Title:** The derivator of setoids. **

Abstract:

Speaker: ** Emilio Minichiello, CUNY Graduate Center.**

Date and Time: ** Wednesday October 25, 2023, 7:00 - 8:30 PM. IN PERSON TALK.**

Title:** A Mathematical Model of Package Management Systems. **

Abstract: In this talk, I will review some recent joint work with Gershom Bazerman and Raymond Puzio. The motivation is simple: provide a mathematical model of package management systems, such as the Hackage package respository for Haskell, or Homebrew for Mac users. We introduce Dependency Structures with Choice (DSC) which are sets equipped with a collection of possible dependency sets for every element and satisfying some simple conditions motivated from real life use cases. We define a notion of morphism of DSCs, and prove that the resulting category of DSCs is equivalent to the category of antimatroids, which are mathematical structures found in combinatorics and computer science. We analyze this category, proving that it is finitely complete, has coproducts and an initial object, but does not have all coequalizers. Further, we construct a functor from a category of DSCs equipped with a certain subclass of morphisms to the opposite of the category of finite distributive lattices, making use of a simple finite characterization of the Bruns-Lakser completion.

Speaker: ** Larry Moss, Indiana University, Bloomington
.**

Date and Time: ** Wednesday November 8, 2023, 7:00 - 8:30 PM. ZOOM TALK**

Title:** On Kripke, Vietoris, and Hausdorff Polynomial Functors. **

Abstract: The Vietoris space of compact subsets of a given Hausdorff space yields an endofunctor V on the category of Hausdorff spaces. Vietoris polynomial endofunctors on that category are built from V, the identity and constant functors by forming products, coproducts and compositions. These functors are known to have terminal coalgebras and we deduce that they also have initial algebras. We present an analogous class of endofunctors on the category of extended metric spaces, using in lieu of V the Hausdorff functor H. We prove that the ensuing Hausdorff polynomial functors have terminal coalgebras and initial algebras. Whereas the canonical constructions of terminal coalgebras for Vietoris polynomial functors takes omega steps, one needs \omega + \omega steps in general for Hausdorff ones. We also give a new proof that the closed set functor on metric spaces has no fixed points.

Speaker: ** Pedro Sota, TBA.**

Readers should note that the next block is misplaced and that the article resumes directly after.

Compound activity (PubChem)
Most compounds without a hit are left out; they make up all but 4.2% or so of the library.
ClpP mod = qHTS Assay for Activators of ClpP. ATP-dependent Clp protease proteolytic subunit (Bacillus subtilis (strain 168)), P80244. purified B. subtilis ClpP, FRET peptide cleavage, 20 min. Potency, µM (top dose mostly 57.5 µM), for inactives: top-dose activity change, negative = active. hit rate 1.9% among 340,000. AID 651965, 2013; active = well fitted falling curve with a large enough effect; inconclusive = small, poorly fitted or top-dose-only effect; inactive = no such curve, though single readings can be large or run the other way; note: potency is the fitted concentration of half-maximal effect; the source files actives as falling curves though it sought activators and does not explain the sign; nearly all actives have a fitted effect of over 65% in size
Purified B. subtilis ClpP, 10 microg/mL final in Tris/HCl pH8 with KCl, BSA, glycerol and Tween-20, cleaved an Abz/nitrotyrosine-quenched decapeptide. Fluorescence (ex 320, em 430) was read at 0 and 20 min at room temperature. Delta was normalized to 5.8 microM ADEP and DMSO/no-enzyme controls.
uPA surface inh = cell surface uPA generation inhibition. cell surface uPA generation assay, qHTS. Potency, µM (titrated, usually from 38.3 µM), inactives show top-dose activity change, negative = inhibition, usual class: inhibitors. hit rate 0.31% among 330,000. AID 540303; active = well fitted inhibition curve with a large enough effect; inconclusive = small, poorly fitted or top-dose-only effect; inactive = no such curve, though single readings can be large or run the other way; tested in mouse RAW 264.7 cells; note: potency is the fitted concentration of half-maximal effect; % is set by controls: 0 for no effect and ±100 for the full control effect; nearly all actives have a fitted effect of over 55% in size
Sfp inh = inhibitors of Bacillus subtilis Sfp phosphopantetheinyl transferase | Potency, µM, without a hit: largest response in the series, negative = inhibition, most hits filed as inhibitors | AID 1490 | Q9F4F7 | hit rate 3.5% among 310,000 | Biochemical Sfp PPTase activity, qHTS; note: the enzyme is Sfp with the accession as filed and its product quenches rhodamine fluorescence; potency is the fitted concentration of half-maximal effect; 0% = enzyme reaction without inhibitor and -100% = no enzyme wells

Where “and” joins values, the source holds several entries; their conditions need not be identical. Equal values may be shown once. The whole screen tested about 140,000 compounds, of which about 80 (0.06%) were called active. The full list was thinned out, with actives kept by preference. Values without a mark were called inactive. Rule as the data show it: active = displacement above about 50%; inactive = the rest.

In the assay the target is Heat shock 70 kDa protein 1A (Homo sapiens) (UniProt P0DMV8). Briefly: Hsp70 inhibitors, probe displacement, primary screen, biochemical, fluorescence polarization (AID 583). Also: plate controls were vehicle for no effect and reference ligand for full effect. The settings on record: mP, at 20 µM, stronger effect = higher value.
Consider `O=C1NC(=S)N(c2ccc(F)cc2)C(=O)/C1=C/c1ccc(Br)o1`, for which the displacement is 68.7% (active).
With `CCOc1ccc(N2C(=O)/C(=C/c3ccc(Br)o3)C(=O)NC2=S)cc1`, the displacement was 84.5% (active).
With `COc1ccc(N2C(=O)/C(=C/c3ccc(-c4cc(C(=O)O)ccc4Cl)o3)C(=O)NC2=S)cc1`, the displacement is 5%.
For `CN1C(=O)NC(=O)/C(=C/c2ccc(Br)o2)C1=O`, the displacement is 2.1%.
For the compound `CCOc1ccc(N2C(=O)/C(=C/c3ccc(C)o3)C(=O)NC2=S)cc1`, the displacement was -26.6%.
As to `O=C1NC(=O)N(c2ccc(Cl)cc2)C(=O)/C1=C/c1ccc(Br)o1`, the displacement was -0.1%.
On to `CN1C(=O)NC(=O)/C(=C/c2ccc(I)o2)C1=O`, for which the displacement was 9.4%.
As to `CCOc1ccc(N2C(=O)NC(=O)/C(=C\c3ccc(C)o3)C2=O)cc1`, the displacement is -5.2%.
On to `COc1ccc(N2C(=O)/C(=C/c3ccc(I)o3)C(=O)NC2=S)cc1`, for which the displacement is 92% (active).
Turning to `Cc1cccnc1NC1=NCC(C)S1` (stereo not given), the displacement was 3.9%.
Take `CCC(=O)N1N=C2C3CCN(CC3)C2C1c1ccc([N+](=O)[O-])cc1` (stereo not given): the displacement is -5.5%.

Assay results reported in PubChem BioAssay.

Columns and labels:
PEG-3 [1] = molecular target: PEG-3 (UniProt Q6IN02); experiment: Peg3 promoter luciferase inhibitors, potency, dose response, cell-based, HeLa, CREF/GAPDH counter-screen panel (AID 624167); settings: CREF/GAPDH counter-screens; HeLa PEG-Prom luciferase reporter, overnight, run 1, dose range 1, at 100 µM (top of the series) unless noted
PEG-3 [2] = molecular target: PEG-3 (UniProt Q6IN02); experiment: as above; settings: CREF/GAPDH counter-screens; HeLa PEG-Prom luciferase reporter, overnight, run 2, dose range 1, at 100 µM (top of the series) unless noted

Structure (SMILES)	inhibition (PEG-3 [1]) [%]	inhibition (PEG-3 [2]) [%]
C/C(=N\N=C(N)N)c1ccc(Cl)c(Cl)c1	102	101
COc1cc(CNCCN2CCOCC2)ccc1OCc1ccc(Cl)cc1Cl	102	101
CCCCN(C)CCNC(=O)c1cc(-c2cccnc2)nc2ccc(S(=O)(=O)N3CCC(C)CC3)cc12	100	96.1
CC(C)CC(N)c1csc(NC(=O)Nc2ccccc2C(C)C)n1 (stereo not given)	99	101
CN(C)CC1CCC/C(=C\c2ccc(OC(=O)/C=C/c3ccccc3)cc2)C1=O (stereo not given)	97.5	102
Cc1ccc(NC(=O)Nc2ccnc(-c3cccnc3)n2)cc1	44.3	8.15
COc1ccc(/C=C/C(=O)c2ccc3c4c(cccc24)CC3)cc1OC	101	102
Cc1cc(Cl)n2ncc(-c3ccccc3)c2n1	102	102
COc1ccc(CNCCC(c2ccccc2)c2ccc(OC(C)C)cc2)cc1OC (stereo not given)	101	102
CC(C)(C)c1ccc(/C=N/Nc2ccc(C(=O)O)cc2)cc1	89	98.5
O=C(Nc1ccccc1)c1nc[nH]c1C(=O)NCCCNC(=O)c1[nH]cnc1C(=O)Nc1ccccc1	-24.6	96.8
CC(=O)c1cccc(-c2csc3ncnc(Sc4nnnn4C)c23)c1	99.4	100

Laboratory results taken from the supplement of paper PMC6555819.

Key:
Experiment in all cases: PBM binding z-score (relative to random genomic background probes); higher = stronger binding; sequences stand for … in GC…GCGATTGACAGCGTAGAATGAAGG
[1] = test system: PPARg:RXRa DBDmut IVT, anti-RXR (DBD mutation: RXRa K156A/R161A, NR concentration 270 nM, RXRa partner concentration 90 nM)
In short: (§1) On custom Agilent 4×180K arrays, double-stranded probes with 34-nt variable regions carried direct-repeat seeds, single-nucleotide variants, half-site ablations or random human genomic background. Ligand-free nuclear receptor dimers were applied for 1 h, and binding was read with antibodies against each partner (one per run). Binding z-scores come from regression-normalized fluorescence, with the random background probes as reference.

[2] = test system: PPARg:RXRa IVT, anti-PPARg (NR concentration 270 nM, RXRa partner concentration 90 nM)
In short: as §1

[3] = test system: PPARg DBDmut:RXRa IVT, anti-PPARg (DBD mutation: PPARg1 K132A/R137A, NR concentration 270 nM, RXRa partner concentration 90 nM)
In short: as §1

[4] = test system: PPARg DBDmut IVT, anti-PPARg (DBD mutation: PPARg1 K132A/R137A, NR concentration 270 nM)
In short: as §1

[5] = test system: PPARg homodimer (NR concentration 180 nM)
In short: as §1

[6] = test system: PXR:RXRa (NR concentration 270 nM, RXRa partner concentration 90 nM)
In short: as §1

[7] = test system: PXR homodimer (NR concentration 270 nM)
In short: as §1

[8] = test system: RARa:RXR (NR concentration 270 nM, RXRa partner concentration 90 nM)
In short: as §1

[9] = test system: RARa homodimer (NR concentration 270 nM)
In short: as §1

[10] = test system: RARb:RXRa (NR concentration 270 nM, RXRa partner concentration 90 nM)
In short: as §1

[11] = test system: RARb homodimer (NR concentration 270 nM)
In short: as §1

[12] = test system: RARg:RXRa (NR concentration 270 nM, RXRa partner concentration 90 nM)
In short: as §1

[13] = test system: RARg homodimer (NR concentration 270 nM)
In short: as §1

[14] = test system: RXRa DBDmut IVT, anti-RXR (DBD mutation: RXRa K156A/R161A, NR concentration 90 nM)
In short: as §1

Date and Time: ** Wednesday November 22, 2023, 7:00 - 8:30 PM.**

Title:** TBA. **

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Speaker: ** Charlotte Aten, University of Denver.**

Date and Time: ** Wednesday November 29, 2023, 7:00 - 8:30 PM.**

Title:** TBA. **

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Speaker: ** TBA, TBA.**

Date and Time: ** Wednesday December 6, 2023, 7:00 - 8:30 PM.**

Title:** TBA. **

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**Spring 2024 **

Speaker: ** TBA, TBA.**

Date and Time: ** Wednesday February 7, 2024, 7:00 - 8:30 PM. . **

Title:** TBA. **

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Date and Time: ** Wednesday February 14, 2024, 7:00 - 8:30 PM. **

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Date and Time: ** Wednesday February 28, 2024, 7:00 - 8:30 PM. **

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Date and Time: ** Wednesday March 6, 2024, 7:00 - 8:30 PM. **

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Date and Time: ** Wednesday March 20, 2024, 7:00 - 8:30 PM. **

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Date and Time: ** Wednesday April 10, 2024, 7:00 - 8:30 PM. **

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Date and Time: ** Wednesday April 17, 2024, 7:00 - 8:30 PM. .**

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Date and Time: ** Wednesday May 8, 2024, 7:00 - 8:30 PM. .**

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Date and Time: ** Wednesday May 22, 2024, 7:00 - 8:30 PM. **

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Date and Time: ** Wednesday May ??, 2024, 7:00 - 8:30 PM. **